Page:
Student populations are more diverse, have had more exposure to the world, and are more connected through technology than ever before. The rate at which social networking took over student communication and relationships has been staggering. Technology – from cell phones to the internet to video games shapes much of life. Impacted thoroughly by postmodernism and pluralism, most students think differently than their predecessors of even a decade or so ago. They have less identity in denominations and group labels, but approach much of life with a high level of consumerism with regard to the experiences that make them feel good. (Christian Smith’s idea of moral therapeutic deism brings this mentality into their spiritual lives).

Students are less mature and more connected to their parents and home than ever before. This has both good and bad implications. Many campus ministers believe students today are less equipped for life and leadership than in the past. More students arrive on campus with issues related to their family of origin (divorce, abuse, etc.) and mental health issues (evidenced by the prevalence of depression on campus) than in the past. Students are working more and have more demands on their time. They seem stressed over finances, academics, activities, relationships, and the future.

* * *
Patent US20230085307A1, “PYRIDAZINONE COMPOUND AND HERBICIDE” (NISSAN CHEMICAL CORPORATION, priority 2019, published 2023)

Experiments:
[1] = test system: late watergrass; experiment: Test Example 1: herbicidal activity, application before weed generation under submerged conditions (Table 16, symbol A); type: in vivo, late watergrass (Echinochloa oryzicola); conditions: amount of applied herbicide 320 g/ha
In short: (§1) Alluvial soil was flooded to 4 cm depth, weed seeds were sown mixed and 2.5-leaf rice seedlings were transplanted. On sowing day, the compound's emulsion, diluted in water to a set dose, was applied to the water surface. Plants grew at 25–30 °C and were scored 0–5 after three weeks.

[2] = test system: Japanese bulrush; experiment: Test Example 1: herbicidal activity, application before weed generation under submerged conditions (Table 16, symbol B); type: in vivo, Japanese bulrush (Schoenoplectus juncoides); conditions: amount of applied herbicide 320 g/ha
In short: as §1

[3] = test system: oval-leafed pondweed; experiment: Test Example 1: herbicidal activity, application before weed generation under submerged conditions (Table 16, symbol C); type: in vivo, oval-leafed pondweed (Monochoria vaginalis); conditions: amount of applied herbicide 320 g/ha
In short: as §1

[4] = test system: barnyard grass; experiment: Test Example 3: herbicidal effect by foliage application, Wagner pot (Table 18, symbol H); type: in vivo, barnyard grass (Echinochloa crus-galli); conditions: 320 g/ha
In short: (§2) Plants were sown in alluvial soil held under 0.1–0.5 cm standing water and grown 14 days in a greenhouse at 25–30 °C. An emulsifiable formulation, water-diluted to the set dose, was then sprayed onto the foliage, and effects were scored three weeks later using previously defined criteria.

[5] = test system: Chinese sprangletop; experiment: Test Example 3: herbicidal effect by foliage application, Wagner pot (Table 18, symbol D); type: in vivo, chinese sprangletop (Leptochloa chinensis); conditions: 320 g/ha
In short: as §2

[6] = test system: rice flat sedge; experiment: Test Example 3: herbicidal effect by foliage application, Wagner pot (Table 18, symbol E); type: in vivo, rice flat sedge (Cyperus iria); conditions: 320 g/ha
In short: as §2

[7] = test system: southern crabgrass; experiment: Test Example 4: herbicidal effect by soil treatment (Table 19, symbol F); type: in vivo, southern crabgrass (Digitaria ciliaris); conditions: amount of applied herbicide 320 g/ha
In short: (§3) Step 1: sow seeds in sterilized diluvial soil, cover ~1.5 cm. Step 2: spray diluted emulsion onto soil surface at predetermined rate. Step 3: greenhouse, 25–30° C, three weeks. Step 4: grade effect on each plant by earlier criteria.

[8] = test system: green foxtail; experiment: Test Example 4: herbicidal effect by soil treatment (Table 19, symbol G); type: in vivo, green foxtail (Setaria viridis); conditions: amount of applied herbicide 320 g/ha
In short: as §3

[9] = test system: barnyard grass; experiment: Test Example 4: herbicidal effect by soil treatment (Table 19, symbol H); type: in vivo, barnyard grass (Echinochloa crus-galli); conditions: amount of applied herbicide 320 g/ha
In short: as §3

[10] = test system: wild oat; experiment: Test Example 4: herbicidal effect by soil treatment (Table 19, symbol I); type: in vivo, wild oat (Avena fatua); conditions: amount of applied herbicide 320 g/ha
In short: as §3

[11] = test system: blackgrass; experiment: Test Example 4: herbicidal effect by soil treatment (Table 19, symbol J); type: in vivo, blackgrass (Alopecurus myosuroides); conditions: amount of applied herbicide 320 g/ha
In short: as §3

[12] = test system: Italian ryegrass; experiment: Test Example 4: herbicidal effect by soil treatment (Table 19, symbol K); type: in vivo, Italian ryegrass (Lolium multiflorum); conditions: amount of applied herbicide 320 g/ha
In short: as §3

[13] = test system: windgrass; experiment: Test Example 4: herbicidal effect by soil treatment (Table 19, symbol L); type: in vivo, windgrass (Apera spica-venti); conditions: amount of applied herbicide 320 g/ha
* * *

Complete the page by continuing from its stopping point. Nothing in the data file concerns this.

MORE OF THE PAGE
Students also show a high level of dis-integration in their lives. They often hold conflicting viewpoints simultaneously. On the one hand, they are optimistic, passionate and eager to volunteer their time for a cause; yet also apathetic, self-focused, and cynical – especially toward the church. They are “spiritual, but not religious”, into Jesus but not the church. Technology has changed the nature of community, where “friends” may only be encountered in cyberspace and never in real life at all. They want to end child slavery and sex trafficking, but engage in risky behavior and serial relationships in their own lives without translating ethical stances from the public to personal arenas. Campuses have become much more diverse, but also niche-focused where many students increasingly surround themselves only with those people who are like them in some way.